Ensuring a Safe Fourth of July: Firework Safety Tips from the Harris County Fire Marshal

Ensuring a Safe Fourth of July: Firework Safety Tips from the Harris County Fire Marshal

June 27 2024

As the 4th of July approaches, communities across Harris County prepare for the thrilling spectacle of fireworks, an age-old tradition synonymous with Independence Day. However, with this exciting celebration comes the need for enhanced safety measures. The Harris County Fire Marshal implores residents to prioritize safety while enjoying the festivities.

IMPORTANT NOTE: Before planning to pop fireworks in your neighborhood, residents are advised to confirm if their HOA allows such activities as some neighborhoods explicitly prohibit the use of fireworks.

Fireworks, although seemingly harmless, pose tremendous risks when mishandled. They are not to be recycled or composted. They shouldn’t be ignited or discharged from a motor vehicle, or placed within or thrown at a motor vehicle, and they should not be used in locations where flammable liquids or compressed gases are stored and dispensed.

Did You Know?
  • Nationally, fireworks started an estimated 19,500 fires in 2018, causing five deaths, 46 civilian injuries, and $105 million in direct property damage, including:
    • 1,900 structure fires
    • 500 vehicle fires
    • 17,100 outside and other fires
  • In 2018, U.S. hospital emergency rooms treated an estimated 9,100 people for fireworks related injuries
    • Half of those injuries were to the extremities and 34% were to the eye or other parts of the head.
    • Children younger than 15 years of age accounted for more than one-third (36%) of the estimated 2018 injuries.
Source: NFPA Research Division 

When handling fireworks, the Fire Marshal recommends adhering to the manufacturer's instructions. Directions and warning labels on the packaging should guide proper usage. Additionally, intoxicated individuals should steer clear of fireworks, and children should never be allowed to play with or ignite them.

Safety measures extend to pets as well, which should be kept from sniffing or ingesting fireworks as they contain harmful chemicals and heavy metals that can lead to severe illness, burns, or even death.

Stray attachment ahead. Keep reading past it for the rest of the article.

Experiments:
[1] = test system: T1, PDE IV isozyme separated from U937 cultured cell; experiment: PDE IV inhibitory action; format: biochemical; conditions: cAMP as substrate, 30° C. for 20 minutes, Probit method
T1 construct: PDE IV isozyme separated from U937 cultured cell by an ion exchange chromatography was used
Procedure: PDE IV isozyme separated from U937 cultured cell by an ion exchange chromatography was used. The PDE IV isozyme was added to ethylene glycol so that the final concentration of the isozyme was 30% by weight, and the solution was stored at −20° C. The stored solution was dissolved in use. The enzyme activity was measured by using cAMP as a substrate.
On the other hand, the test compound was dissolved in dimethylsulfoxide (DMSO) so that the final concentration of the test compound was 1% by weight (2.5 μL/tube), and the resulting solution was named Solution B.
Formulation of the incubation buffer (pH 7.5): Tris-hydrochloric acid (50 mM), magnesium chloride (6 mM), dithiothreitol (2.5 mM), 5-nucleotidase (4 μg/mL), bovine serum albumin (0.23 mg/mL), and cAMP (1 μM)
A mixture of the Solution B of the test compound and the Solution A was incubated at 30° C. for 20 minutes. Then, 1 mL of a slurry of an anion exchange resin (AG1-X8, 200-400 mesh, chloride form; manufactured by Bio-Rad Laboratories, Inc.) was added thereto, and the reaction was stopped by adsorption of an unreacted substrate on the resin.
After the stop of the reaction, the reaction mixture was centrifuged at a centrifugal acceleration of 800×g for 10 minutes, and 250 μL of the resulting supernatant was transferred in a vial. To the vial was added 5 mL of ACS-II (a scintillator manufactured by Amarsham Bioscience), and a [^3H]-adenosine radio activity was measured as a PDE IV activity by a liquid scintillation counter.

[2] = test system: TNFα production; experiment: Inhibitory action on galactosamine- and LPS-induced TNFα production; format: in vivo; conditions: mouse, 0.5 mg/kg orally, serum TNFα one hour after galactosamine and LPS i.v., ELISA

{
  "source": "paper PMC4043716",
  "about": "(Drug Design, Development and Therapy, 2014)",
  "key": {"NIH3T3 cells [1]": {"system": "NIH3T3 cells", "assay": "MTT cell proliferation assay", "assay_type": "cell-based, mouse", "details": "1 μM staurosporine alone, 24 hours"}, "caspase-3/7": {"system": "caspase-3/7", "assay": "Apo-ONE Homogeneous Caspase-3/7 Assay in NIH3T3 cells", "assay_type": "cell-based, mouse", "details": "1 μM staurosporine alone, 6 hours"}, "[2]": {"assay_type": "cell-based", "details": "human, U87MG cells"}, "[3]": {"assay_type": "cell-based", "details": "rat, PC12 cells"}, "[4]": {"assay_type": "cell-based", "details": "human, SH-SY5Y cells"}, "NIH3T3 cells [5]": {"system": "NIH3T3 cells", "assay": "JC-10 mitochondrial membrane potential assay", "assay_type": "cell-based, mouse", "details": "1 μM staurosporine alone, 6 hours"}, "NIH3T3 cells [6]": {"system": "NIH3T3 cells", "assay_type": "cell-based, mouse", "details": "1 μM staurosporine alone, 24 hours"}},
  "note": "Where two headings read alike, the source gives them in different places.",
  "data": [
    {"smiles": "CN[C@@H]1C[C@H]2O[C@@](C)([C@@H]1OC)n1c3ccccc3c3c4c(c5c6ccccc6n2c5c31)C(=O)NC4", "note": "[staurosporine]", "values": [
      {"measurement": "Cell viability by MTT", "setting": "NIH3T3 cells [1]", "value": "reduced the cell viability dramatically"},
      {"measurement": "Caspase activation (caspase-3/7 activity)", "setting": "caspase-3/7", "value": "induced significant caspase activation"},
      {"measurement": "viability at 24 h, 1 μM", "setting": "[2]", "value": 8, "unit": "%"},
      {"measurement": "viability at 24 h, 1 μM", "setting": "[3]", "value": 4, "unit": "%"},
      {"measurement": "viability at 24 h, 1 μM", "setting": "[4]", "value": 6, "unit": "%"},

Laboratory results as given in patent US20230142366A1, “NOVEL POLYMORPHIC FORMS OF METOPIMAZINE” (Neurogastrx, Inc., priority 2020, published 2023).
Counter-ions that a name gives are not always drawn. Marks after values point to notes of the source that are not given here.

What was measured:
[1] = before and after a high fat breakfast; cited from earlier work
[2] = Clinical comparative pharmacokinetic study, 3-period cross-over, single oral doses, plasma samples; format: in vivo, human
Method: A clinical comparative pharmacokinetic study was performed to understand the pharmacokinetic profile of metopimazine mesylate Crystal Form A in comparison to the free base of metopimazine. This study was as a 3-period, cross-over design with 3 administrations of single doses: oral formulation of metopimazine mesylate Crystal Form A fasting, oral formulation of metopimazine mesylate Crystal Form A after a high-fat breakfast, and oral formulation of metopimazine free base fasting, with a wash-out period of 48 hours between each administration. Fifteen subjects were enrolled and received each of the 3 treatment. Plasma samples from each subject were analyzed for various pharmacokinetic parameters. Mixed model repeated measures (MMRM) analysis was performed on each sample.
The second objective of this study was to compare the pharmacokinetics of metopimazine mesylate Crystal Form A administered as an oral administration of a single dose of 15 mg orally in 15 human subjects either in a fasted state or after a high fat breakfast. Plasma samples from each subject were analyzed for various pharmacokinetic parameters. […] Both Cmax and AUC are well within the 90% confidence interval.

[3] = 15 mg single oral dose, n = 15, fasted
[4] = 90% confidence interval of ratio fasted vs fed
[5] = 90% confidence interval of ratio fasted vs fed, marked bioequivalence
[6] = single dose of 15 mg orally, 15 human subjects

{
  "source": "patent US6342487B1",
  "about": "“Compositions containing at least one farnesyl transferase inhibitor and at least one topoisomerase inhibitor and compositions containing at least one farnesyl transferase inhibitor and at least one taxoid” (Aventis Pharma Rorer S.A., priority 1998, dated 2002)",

A bucket of water or a garden hose should be kept handy for soaking used fireworks and duds for at least 15 minutes before disposing of them in a plastic bag to prevent them from drying out. Placing the bag of soaked fireworks in a trash bin and moving the bin away from combustible materials further reduces the risk of accidental ignition.

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Fire safety measures also involve clearing roof surfaces and gutters of flammable materials like leaves and other debris, and storing gasoline in approved containers away from residences.

In the event of a fire, residents should call 911 immediately and gather family members at an agreed-upon meeting place.

For a printable checklist of safety measures and reminders from the Harris County Fire Marshal, click here.

Keeping Pets Safe and Happy on July 4th
In anticipation of potential dangers on Independence Day, the Houston SPCA has shared valuable tips and insights to help keep your pets safe and happy on July 4th.
Click here for details!

While fireworks can be a source of great joy and community bonding, it is crucial to prioritize safety. The Harris County Fire Marshal suggests attending public displays managed by professionals as a safer alternative to home displays. Either way, adhering to safety guidelines and obeying the law should always be prioritized during this festive season.

By Tiffany Krenek, My Neighborhood News 
Tiffany Krenek, authorTiffany Krenek has been on the My Neighborhood News team since August 2021. She is passionate about curating and sharing content that enriches the lives of our readers in a personal, meaningful way. A loving mother and wife, Tiffany and her family live in the West Houston/Cypress region.

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